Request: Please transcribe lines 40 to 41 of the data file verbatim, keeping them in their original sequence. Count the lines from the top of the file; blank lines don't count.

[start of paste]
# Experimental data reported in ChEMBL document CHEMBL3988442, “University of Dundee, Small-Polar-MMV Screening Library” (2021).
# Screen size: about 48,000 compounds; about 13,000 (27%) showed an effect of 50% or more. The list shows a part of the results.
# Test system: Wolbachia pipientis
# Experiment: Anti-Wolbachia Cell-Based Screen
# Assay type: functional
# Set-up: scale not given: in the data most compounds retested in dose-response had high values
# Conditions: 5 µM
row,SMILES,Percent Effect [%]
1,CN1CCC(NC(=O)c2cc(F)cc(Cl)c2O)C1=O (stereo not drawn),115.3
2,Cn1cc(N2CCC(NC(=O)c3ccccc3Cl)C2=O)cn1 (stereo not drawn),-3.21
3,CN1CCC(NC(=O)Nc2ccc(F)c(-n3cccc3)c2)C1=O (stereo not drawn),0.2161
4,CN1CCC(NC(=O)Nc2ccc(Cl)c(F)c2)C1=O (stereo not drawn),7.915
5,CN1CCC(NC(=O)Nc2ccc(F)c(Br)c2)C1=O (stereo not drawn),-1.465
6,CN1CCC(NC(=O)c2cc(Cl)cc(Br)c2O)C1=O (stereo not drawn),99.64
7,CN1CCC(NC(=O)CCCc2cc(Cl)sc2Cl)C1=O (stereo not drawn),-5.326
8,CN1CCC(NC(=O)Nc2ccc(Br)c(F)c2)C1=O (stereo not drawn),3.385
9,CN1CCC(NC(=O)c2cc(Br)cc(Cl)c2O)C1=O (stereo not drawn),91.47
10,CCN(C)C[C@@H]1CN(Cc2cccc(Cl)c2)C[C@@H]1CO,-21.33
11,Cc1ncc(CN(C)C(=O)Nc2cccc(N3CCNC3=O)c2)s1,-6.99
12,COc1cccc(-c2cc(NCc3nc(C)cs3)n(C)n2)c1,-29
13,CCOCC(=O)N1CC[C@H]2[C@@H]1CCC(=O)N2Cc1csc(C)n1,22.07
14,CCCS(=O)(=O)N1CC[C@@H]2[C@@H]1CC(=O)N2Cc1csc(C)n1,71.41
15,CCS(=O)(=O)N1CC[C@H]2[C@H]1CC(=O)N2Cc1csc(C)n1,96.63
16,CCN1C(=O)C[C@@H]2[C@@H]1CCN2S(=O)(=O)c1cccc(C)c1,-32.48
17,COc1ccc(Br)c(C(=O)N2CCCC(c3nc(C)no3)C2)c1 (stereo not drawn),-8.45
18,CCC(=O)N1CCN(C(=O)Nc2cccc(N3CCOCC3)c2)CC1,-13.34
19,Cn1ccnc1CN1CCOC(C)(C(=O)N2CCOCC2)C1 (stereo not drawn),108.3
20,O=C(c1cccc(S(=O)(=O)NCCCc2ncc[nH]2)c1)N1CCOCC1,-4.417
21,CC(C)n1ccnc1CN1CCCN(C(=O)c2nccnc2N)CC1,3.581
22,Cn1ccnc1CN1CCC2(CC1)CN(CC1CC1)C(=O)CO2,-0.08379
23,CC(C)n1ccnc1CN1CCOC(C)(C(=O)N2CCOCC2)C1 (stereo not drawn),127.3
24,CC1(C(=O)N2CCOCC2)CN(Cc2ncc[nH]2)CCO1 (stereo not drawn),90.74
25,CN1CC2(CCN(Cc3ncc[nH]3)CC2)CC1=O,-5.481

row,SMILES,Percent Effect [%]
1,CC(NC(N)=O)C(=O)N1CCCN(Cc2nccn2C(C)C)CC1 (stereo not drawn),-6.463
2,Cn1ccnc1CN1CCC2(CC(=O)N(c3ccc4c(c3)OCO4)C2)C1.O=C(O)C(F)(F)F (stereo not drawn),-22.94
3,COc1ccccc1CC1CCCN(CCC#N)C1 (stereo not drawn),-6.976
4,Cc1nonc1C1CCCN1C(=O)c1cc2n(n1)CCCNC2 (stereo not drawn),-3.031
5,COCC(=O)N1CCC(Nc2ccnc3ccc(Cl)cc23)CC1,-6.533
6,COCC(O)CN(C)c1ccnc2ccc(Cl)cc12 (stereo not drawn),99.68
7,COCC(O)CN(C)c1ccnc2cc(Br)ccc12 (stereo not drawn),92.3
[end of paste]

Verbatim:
6,COCC(O)CN(C)c1ccnc2ccc(Cl)cc12 (stereo not drawn),99.68
7,COCC(O)CN(C)c1ccnc2cc(Br)ccc12 (stereo not drawn),92.3